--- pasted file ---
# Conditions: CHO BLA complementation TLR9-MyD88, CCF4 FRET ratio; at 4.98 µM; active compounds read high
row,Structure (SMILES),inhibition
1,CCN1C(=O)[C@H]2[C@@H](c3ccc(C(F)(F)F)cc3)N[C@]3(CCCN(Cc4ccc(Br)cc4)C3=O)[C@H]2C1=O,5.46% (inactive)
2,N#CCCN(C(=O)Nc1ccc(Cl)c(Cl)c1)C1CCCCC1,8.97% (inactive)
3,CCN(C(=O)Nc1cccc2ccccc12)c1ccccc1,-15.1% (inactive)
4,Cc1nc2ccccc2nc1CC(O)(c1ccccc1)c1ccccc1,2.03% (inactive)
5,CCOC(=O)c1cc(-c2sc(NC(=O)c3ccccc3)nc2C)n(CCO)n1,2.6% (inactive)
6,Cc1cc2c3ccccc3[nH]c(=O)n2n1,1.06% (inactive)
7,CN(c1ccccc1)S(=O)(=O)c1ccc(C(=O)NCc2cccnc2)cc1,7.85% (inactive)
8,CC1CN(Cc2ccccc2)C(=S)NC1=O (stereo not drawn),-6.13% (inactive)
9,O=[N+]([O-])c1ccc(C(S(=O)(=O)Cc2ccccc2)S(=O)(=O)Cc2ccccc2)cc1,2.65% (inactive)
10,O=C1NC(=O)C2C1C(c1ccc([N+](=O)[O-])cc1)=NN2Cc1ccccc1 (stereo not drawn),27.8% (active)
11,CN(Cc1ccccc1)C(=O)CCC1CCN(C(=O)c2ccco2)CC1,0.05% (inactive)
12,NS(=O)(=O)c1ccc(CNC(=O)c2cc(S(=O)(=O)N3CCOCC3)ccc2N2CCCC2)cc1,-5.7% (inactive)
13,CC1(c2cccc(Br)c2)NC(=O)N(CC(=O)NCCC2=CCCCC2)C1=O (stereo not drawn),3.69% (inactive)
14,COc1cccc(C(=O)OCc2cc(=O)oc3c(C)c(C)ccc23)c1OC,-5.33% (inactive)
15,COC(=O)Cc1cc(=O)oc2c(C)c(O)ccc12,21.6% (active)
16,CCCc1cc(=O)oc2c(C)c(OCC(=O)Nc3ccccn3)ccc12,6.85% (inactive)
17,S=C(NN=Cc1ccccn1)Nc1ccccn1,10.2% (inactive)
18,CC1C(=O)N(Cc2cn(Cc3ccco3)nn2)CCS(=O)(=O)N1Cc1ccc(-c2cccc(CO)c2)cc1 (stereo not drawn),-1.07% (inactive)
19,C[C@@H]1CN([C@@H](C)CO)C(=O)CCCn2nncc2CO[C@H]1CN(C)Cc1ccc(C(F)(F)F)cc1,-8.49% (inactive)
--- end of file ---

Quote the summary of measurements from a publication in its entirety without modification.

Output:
# Conditions: CHO BLA complementation TLR9-MyD88, CCF4 FRET ratio; at 4.98 µM; active compounds read high
row,Structure (SMILES),inhibition
1,CCN1C(=O)[C@H]2[C@@H](c3ccc(C(F)(F)F)cc3)N[C@]3(CCCN(Cc4ccc(Br)cc4)C3=O)[C@H]2C1=O,5.46% (inactive)
2,N#CCCN(C(=O)Nc1ccc(Cl)c(Cl)c1)C1CCCCC1,8.97% (inactive)
3,CCN(C(=O)Nc1cccc2ccccc12)c1ccccc1,-15.1% (inactive)
4,Cc1nc2ccccc2nc1CC(O)(c1ccccc1)c1ccccc1,2.03% (inactive)
5,CCOC(=O)c1cc(-c2sc(NC(=O)c3ccccc3)nc2C)n(CCO)n1,2.6% (inactive)
6,Cc1cc2c3ccccc3[nH]c(=O)n2n1,1.06% (inactive)
7,CN(c1ccccc1)S(=O)(=O)c1ccc(C(=O)NCc2cccnc2)cc1,7.85% (inactive)
8,CC1CN(Cc2ccccc2)C(=S)NC1=O (stereo not drawn),-6.13% (inactive)
9,O=[N+]([O-])c1ccc(C(S(=O)(=O)Cc2ccccc2)S(=O)(=O)Cc2ccccc2)cc1,2.65% (inactive)
10,O=C1NC(=O)C2C1C(c1ccc([N+](=O)[O-])cc1)=NN2Cc1ccccc1 (stereo not drawn),27.8% (active)
11,CN(Cc1ccccc1)C(=O)CCC1CCN(C(=O)c2ccco2)CC1,0.05% (inactive)
12,NS(=O)(=O)c1ccc(CNC(=O)c2cc(S(=O)(=O)N3CCOCC3)ccc2N2CCCC2)cc1,-5.7% (inactive)
13,CC1(c2cccc(Br)c2)NC(=O)N(CC(=O)NCCC2=CCCCC2)C1=O (stereo not drawn),3.69% (inactive)
14,COc1cccc(C(=O)OCc2cc(=O)oc3c(C)c(C)ccc23)c1OC,-5.33% (inactive)
15,COC(=O)Cc1cc(=O)oc2c(C)c(O)ccc12,21.6% (active)
16,CCCc1cc(=O)oc2c(C)c(OCC(=O)Nc3ccccn3)ccc12,6.85% (inactive)
17,S=C(NN=Cc1ccccn1)Nc1ccccn1,10.2% (inactive)
18,CC1C(=O)N(Cc2cn(Cc3ccco3)nn2)CCS(=O)(=O)N1Cc1ccc(-c2cccc(CO)c2)cc1 (stereo not drawn),-1.07% (inactive)
19,C[C@@H]1CN([C@@H](C)CO)C(=O)CCCn2nncc2CO[C@H]1CN(C)Cc1ccc(C(F)(F)F)cc1,-8.49% (inactive)